3. What indications and signs of repentance are we to require and accept as sufficient ?

4. Whether, after every relapse, must the conditions of his pardon be harder than before ?

5. Whether the injured person be bound to offer peace, and seek for reconcilement ? or whether may he let it alone, if the offending party does not seek it?

6. Whether the precept of charity and forgiveness obliges us not to go to law ?

7. What charity or forgiveness the offended husband or wife is to give the other, in case of adultery repented of?


Whether we are to forgive him, that does not repent ;-and

how far, if he does ; and how far, if he does not? If he have done me no wrong, there is nothing to be forgiven; and if he offers to give me satisfaction, he is out of my debt. But if he hath been injurious, and does not repair me, then I have something to pardon. But what reason is there in that religion, that requires me to reward a sinner with a gift, to take my enemy into my bosom, to invite new injuries m by suffering and kindly rewarding the old ? For, by this means, we may have injury enough, and sin 'shall live at the charge of the good man's piety, and charity shall be the fuel of malice : what, therefore, is our duty in this case ?

I answer, that there is a double sort of pardon or forgiveness: the first and least is that, which neither exacts revenge ourselves, nor requires it of God, nor delights in it if it happens: and this is due to all; those very enemies that do not repent, that cease not still to persecute you with evil, must thus be pardoned, whether they care for it or no, whether they ask it or ask it not. For these we must also pray; we must bless them; we must speak as much good of them, as occasion and justice do require; and we must love them, that is, do them justice, and do them kindness : and this is expressly required of us by our blessed Saviour".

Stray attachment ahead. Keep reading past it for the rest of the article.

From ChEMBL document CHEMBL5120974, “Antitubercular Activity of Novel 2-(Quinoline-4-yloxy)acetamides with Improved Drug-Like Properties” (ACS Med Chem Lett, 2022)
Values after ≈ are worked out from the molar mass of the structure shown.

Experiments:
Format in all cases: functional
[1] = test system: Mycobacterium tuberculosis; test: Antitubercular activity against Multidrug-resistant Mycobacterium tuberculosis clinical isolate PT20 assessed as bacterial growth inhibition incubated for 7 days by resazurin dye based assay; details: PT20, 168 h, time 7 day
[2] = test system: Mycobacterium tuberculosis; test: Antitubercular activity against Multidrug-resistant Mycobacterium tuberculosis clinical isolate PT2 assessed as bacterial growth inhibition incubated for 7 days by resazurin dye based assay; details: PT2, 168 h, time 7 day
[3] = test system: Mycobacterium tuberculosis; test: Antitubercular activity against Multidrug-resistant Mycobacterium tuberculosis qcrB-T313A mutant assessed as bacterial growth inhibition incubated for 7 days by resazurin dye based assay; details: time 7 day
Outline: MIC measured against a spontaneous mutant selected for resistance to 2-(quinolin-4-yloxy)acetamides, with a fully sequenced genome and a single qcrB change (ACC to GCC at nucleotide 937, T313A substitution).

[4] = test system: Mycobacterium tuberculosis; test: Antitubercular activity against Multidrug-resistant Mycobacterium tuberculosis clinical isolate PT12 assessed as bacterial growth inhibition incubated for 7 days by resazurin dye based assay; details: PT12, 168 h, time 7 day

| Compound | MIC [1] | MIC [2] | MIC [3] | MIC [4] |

But there is also another forgiveness, that is, a restitu

m Veterem ferendo injuriam invitas novam.

11 Matth. v. 44.

tion to the first state of friendship; to love him as well, to think as well of him. And this is only due to them that repent, and ask pardon, and make amends as they can : for then the proper office of thy charity is to pity thy brother's infirmity, to accept his sorrow, to entertain his friendship and his amends, and to put a period to his repentance for having troubled thee. For his satisfaction and restitution hath taken away the material part of the injury, and thou art as well as thou wert before, or at least he would fain have thee so; and then there can be nothing else done, but what is done by thy charity; and by this thou must bear a share in his sorrow, believe his affirmation, accept his repentance, cancel his guilt, take off the remanent obligations, remove suspicion from him, entertain no jealousies of him, but, in all things, trust him where charity is not imprudent.

For it is not always safe to employ a person that hath deceived my trust, and done me wrong. But if you perceive, that he may wisely be trusted and employed, charity must take off the objection of his former failing. If, by repentance, he hath cut off the evil that he did thee, and that evil by which he did it-then, if you refuse to employ him, because he once did you wrong, it is revenge and not prudence. If he offended thee by pride, by anger, by covetousness; it is not enough that he say, “Sir, forgive me; I will make you amends :' it is enough to make you pardon him, and perfectly to be reconciled to him: but, unless his repentance hath destroyed his covetousness, his anger, or his pride,—the evil principle remains, and he will injure thee again. Which thing if wisely and without pretences thou canst really perceive,—to trust or to employ him in such instances, in which he formerly did injure thee, is not prudent nor safe ; and no charity ties thee to be a fool, and to suffer thyself to be tempted. Only be careful, that you do not mistake jealousy for prudence, and so lose the rewards of charity; lest, when we think ourselves wise, we become fools.